This page covers everthing you need to know about the Clearfield Police Jail to help you follow these procedures and guidelines. If you have questions, or there is something that you were looking for, but did not find, please contact us using the contact link in the site menu.
If you think you might have an outstanding warrant for your arrest, you can check court records on the Davis County court website or call the court. This requires a first and last name. Or, you can just go the jail in person and ask the officer in charge. Bear in mind that if you do have an outstanding warrant, you should be prepared to get taken into custody immediately.
Arrest Record Search
If you have a first and last name, as well as their arrest date, contact the jail, by phone, in person, or you can check online. Records of arrests are in the public record and this is accessible to anyone.
Court Records are public records. Court Records include a case file that includes a court docket and all documents filed in your case. You can access the court records on the internet, or at the Davis County Clerk of Court office in the jurisdiction where the case was filed.
Each and every state maintains a record of their state citizen’s criminal history. These databases are all connected so you are able to track criminal convictions from other states. Go to the Davis County Courthouse and inquire, or you can check online. It helps to know the county, and if the crime was in a completely different state, you may have to pay for a more comprehensive search.
When you look up a person’s crminal records you can find out if someone has been arrested, charged, or convicted for driving under the influence (DUI), drug Possession, kidnapping, rape or other sexual assault, violent crimes, or theft.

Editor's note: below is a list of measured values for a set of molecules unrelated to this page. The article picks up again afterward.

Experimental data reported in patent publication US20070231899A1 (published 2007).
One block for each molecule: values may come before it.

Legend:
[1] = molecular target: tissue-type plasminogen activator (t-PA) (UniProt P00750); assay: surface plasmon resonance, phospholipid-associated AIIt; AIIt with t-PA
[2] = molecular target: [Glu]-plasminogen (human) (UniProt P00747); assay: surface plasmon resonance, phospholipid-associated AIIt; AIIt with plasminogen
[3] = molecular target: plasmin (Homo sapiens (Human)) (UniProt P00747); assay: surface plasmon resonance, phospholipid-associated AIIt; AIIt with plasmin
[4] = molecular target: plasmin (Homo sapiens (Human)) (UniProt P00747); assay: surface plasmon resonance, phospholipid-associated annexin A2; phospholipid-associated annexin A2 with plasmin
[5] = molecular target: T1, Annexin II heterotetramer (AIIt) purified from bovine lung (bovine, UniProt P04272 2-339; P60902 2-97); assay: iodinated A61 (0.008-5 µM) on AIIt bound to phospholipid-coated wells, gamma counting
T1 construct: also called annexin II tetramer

Money & Commissary
The rules for sending money to someone in jail at the Clearfield Police Jail is likely to change, so you should check the Clearfield Police Jail site before you send any money.
How To Send Money to an Inmate at Clearfield Police Jail
You will have your own ‘bank account’ while in jail. This money is used to purchase items from the Commissary. Family and friends can deposit money into this account for you, and any money you earn while in prison will also be deposited into your account. Outside money can be paid in to your account via a money order, cash or check. If someone sends a check or money order, make sure that they write your inmate ID on it. The maximum amount you are allowed in your account is $290 per month.
Guidelines For Sending Money To An Inmate
Before you send any money you should find out what online money transfer companies the jail your inmate is incarcerated in uses. The exact method that the Clearfield Police Jail uses changes frequently, so it is best to call them at 801-525-2800 to get the current payment method.
You may be required to be on the inmate’s visitation list in order to send them money, and be aware that they may have a limit on how much you deposit at one time, like $200-300 at a time, or a limit on how much money may be in the inmate’s account at one time.
Some of the money transfer firms being used by various facilities include JPay, MoneyGram, AccessCorrections, OffenderConnect, Touchpayonline, JailATM, WU, smartdeposit, and tigercommissary.
If an inmate has fines or are required to pay restitution then they will be subject to garnishment of their commissary/trust account. If the inmate has a garnishment, then money to pay them will be taken from the inmateâ€™s bank account. In some cases it may be a percentage or the entire amount of the obligation, but the actual percentage depends on the circumstances. We recommend that inmates talk to the counselor at their facility and try to find out. You can also try to make an arrangement so that only a percentage of your commissary funds are taken, instead of all your funds take at one time.